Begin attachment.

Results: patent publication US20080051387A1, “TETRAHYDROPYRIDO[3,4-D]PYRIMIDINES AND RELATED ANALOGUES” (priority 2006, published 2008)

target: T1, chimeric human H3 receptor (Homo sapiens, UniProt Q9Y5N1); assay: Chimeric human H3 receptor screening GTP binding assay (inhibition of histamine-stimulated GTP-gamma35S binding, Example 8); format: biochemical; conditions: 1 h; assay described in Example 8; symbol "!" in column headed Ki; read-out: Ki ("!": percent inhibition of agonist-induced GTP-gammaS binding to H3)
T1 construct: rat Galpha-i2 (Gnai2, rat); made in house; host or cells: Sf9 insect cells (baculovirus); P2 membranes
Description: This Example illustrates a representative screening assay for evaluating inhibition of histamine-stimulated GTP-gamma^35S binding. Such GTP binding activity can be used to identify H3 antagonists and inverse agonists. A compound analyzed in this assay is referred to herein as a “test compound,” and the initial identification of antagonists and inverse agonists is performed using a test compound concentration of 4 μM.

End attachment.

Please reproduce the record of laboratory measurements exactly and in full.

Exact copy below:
Results: patent publication US20080051387A1, “TETRAHYDROPYRIDO[3,4-D]PYRIMIDINES AND RELATED ANALOGUES” (priority 2006, published 2008)

target: T1, chimeric human H3 receptor (Homo sapiens, UniProt Q9Y5N1); assay: Chimeric human H3 receptor screening GTP binding assay (inhibition of histamine-stimulated GTP-gamma35S binding, Example 8); format: biochemical; conditions: 1 h; assay described in Example 8; symbol "!" in column headed Ki; read-out: Ki ("!": percent inhibition of agonist-induced GTP-gammaS binding to H3)
T1 construct: rat Galpha-i2 (Gnai2, rat); made in house; host or cells: Sf9 insect cells (baculovirus); P2 membranes
Description: This Example illustrates a representative screening assay for evaluating inhibition of histamine-stimulated GTP-gamma^35S binding. Such GTP binding activity can be used to identify H3 antagonists and inverse agonists. A compound analyzed in this assay is referred to herein as a “test compound,” and the initial identification of antagonists and inverse agonists is performed using a test compound concentration of 4 μM.